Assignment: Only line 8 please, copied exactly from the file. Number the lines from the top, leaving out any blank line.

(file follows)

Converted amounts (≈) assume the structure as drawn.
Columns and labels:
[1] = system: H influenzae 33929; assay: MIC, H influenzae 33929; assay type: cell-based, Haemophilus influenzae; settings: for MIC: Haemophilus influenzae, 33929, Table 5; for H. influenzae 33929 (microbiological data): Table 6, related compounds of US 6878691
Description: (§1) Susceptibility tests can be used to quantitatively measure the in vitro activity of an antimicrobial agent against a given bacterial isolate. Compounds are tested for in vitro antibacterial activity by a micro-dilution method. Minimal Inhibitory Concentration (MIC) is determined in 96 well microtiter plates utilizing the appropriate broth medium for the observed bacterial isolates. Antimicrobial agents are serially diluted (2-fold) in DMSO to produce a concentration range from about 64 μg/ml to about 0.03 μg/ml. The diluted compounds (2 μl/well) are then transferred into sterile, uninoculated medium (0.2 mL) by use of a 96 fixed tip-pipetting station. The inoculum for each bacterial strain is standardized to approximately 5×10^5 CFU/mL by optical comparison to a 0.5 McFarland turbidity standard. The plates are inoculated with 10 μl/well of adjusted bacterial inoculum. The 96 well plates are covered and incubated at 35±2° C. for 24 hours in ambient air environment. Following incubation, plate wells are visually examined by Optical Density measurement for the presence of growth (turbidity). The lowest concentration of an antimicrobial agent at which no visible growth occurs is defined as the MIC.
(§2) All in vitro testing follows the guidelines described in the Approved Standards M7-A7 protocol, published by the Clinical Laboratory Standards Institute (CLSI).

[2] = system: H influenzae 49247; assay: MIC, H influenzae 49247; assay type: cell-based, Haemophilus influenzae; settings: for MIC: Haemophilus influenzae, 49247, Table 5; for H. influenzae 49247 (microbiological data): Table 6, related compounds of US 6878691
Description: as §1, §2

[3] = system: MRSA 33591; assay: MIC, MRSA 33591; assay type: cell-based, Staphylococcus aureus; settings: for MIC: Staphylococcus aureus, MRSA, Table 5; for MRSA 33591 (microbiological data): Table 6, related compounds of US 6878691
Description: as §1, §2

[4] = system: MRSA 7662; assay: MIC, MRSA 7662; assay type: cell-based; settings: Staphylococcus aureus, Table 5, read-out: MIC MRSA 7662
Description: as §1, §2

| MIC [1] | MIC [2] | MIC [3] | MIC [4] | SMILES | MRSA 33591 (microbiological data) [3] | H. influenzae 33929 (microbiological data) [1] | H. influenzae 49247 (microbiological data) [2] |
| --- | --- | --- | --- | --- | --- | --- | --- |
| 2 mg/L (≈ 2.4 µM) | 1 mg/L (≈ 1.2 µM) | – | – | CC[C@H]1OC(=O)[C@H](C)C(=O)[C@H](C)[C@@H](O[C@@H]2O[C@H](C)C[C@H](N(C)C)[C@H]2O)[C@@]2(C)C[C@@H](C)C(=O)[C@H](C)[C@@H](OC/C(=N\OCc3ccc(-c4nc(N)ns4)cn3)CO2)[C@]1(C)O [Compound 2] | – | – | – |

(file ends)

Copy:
[3] = system: MRSA 33591; assay: MIC, MRSA 33591; assay type: cell-based, Staphylococcus aureus; settings: for MIC: Staphylococcus aureus, MRSA, Table 5; for MRSA 33591 (microbiological data): Table 6, related compounds of US 6878691